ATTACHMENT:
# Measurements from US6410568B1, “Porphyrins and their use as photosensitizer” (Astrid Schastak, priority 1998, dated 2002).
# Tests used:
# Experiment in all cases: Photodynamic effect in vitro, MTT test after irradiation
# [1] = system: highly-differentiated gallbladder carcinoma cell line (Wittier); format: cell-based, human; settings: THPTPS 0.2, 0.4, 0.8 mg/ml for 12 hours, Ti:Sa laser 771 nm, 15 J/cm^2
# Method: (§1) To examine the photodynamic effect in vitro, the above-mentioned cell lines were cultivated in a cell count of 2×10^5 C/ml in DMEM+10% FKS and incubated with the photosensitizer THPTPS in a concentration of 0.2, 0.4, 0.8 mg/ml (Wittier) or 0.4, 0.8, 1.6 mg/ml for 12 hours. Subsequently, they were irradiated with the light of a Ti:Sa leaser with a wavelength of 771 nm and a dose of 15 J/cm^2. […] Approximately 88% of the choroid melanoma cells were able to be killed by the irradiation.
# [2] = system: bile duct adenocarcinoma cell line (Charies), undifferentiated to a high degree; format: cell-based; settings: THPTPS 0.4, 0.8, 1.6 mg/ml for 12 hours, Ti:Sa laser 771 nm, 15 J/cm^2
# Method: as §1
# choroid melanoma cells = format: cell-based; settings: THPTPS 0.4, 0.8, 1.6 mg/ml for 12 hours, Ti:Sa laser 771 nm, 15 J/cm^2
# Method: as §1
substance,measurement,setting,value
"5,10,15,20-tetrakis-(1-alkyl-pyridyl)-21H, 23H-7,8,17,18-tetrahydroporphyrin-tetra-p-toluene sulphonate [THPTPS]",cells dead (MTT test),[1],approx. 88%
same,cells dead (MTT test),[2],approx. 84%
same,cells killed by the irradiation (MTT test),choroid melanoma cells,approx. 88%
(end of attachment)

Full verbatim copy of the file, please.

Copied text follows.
# Measurements from US6410568B1, “Porphyrins and their use as photosensitizer” (Astrid Schastak, priority 1998, dated 2002).
# Tests used:
# Experiment in all cases: Photodynamic effect in vitro, MTT test after irradiation
# [1] = system: highly-differentiated gallbladder carcinoma cell line (Wittier); format: cell-based, human; settings: THPTPS 0.2, 0.4, 0.8 mg/ml for 12 hours, Ti:Sa laser 771 nm, 15 J/cm^2
# Method: (§1) To examine the photodynamic effect in vitro, the above-mentioned cell lines were cultivated in a cell count of 2×10^5 C/ml in DMEM+10% FKS and incubated with the photosensitizer THPTPS in a concentration of 0.2, 0.4, 0.8 mg/ml (Wittier) or 0.4, 0.8, 1.6 mg/ml for 12 hours. Subsequently, they were irradiated with the light of a Ti:Sa leaser with a wavelength of 771 nm and a dose of 15 J/cm^2. […] Approximately 88% of the choroid melanoma cells were able to be killed by the irradiation.
# [2] = system: bile duct adenocarcinoma cell line (Charies), undifferentiated to a high degree; format: cell-based; settings: THPTPS 0.4, 0.8, 1.6 mg/ml for 12 hours, Ti:Sa laser 771 nm, 15 J/cm^2
# Method: as §1
# choroid melanoma cells = format: cell-based; settings: THPTPS 0.4, 0.8, 1.6 mg/ml for 12 hours, Ti:Sa laser 771 nm, 15 J/cm^2
# Method: as §1
substance,measurement,setting,value
"5,10,15,20-tetrakis-(1-alkyl-pyridyl)-21H, 23H-7,8,17,18-tetrahydroporphyrin-tetra-p-toluene sulphonate [THPTPS]",cells dead (MTT test),[1],approx. 88%
same,cells dead (MTT test),[2],approx. 84%
same,cells killed by the irradiation (MTT test),choroid melanoma cells,approx. 88%